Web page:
CPV Valley Energy Center
Owned by Competitive Power Ventures and Diamond Generating Corp
Operated by DGC Operations LLC
680-MW, gas-fired, 2 × 1 combined cycle located in Middletown, NY
Plant manager: Ben Stanley
Planning, collaboration key to outage management process
Challenge. IPPs with minimal staffing must be flexible and tactical when planning all outages. Utilizing a standardized (but adaptable) process for planning and execution helps keep employees and contractors safe and surprises to a minimum.
Solution. The plant’s O&M team works closely with asset-management staff, third-party support, and equipment OEMs to plan and execute outages. Key elements to the program are:
- An outage planning procedure that outlines the process for the team. This procedure is reviewed by the team before any upcoming outages.
- An outage summary document that states the purpose of the outage, the intended worklist, EHS planning, third-party participation, logistics, training, cranes and rigging, etc. It provides a narrative or “story” of the outage and evolves over time as the team refines the plan and gathers more detailed specifics around the work needed.
A checklist that details the main components of the outage. Starting with the type of outage (routine, minor, CI, HGP, major) and expected duration, the planning checklist includes the following:
- Internal meeting schedules—including those for LTP/LTSA service planning, EHS planning, budget reviews, and meetings with third-party vendors.
- Outage-date requests and approvals to energy managers and ISO organizations.
- Outage project list, which comes from the work-management process in the CMMS. Work orders and PMs are appropriately identified, prioritized, and classified for each type of outage. This list is reviewed continuously during the routine work-management process (backlog and work planning meetings).
- A preliminary outage schedule is developed and shared with stakeholders early in the process. Critical-path items are identified and highlighted.
- Work schedules. Operator/maintenance crew shift schedules are reviewed and updated. Shifts are added where needed to support plant evolutions, EHS activities, operator training, etc.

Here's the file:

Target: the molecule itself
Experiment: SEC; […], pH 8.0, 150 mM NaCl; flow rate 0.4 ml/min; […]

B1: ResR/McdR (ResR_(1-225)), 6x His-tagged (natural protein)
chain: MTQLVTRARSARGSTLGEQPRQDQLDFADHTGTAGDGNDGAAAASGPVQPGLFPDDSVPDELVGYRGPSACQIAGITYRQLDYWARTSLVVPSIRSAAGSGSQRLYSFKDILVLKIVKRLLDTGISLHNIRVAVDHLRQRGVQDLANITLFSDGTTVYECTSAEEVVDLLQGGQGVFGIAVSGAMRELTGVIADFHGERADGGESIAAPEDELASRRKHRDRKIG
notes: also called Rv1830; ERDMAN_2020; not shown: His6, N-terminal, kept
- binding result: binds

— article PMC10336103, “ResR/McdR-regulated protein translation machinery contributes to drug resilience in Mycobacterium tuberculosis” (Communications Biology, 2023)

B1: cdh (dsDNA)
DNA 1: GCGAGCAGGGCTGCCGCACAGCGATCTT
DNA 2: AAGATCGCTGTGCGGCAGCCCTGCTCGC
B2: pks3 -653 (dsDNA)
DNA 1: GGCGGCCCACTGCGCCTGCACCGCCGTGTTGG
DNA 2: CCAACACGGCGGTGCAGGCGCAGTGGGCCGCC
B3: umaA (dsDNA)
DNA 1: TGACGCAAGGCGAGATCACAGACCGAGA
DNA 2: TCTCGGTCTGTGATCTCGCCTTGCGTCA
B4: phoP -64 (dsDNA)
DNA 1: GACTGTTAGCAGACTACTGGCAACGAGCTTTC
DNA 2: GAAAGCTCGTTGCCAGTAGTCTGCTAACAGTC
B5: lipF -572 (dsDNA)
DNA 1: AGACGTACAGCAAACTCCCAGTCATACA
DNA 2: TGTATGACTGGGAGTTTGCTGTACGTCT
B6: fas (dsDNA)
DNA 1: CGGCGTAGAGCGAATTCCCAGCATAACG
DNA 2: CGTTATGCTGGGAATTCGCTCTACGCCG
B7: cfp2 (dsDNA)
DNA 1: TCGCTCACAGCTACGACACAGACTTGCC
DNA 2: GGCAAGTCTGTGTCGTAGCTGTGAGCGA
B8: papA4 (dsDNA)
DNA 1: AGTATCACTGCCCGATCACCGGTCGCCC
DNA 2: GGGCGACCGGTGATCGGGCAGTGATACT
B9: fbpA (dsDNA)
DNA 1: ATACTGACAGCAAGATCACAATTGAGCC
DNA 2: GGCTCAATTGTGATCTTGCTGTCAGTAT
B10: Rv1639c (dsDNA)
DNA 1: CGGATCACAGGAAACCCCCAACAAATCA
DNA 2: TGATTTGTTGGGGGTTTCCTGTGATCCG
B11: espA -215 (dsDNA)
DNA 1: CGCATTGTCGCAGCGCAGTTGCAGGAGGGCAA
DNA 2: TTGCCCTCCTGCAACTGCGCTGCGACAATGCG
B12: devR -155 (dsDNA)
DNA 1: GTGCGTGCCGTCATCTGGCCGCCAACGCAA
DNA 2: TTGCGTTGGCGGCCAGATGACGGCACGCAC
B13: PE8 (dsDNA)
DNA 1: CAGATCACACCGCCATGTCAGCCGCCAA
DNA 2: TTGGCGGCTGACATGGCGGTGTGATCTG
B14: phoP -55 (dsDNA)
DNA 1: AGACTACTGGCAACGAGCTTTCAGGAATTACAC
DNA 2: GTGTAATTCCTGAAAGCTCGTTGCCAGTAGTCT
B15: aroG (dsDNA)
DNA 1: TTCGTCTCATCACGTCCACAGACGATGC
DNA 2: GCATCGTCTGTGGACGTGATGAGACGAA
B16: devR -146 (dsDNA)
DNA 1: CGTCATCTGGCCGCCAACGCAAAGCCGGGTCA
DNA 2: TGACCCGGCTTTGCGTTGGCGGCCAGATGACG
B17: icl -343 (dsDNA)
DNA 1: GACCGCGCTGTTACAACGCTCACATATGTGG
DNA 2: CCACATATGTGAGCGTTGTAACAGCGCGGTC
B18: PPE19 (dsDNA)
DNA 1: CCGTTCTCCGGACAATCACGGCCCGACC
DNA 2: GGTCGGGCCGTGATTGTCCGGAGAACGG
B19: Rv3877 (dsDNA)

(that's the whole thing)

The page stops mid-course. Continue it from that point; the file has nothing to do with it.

- Special compliance inspections needed (pressure vessels, insurance/risk inspections, compliance metering).
- Rigging and lifting. A review of the need for lift plans and special rigging certifications is performed. In some cases, rigging/crane certifications require long lead times with third parties.
- Safety planning and third-party support (confined-space rescue, audit support, and site security).
- An EHS plan for the outage details items such as hazardous waste generated, inspection and audit planning, potentials for high-risk environmental issues, etc.
- Logistics. Parking, laydown, deliveries, additional office space, etc, are reviewed and an updated site map is generated.
- Budget and procurement. The business-administration and asset-management teams are fully integrated into the process with a detailed list of parts/inventory needed, executed contracts, purchase orders, and appropriate delegation of financial authorities. The team also maintains awareness of the potential for additional discovery work and prepares to communicate variances as they occur during the outage.
- In-house parts inventory is reviewed. Long-lead-time items identified should be ordered well in advance.
- Severe-weather contingency planning includes a review of forecasts, historical weather patterns, and lessons learned. Focus is increased on personnel safety during severe weather. Consideration is also given for activities such as water washes during freezing ambient temperatures, delays in deliveries during extreme weather events or snowstorms, emergency lodging/hotels, etc.
- Plans are developed for pre-, in-, and post-outage testing. Bear in mind that several tests are best performed during shutdown to minimize reliability risks (turbine auxiliaries, overspeed testing, fuel swapping, etc). There are other tests that should be performed only when the plant is offline. Finally, certain validation testing is performed during the restart process.
- NERC task review of the required compliance testing items is performed for NERC applicability.
- An integrated checklist is developed for critical site and contractor contacts. Since this changes for each outage, it’s important for staff to update the list specifically for each outage.
- External notifications. Regulators, emergency management organizations, and in some cases local government agencies, require notifications. Best practices have been adopted to make courtesy notifications to town supervisors, boards, mayors, etc. This prepares them for increased traffic in the area, additional vehicles parked onsite and potential inquiries from the public/media.
- Scope freeze. The O&M and asset managers determine the appropriate date for scope freeze so that no additional work items are planned for unless they fall under a higher amount of scrutiny by plant management. This helps to minimize schedule impacts.
- A lessons-learned meeting is conducted shortly after outage completion. Focus is on both when and where improvement is needed. As many stakeholders as possible are invited to the session. The list generated helps to create corrective actions and items to consider for the next outage. Continuous improvement is the goal.
- Final outage report includes the outage summary, detailed schedule, facility outage map, detailed costs and variance report, and final results of the work list.
Results. The collaborative efforts of the team lead to safe, well-planned, cost-effective, and well-documented outages. Utilizing the procedures and tools developed by the team helps to ensure that the outages are completed on schedule and on budget with minimal surprises.
Project participants: The entire O&M staff, including Donald Atwood, Ben Stanley, Ed Peters, Dave Engelman, Tanya Rovner, Josh Zimmer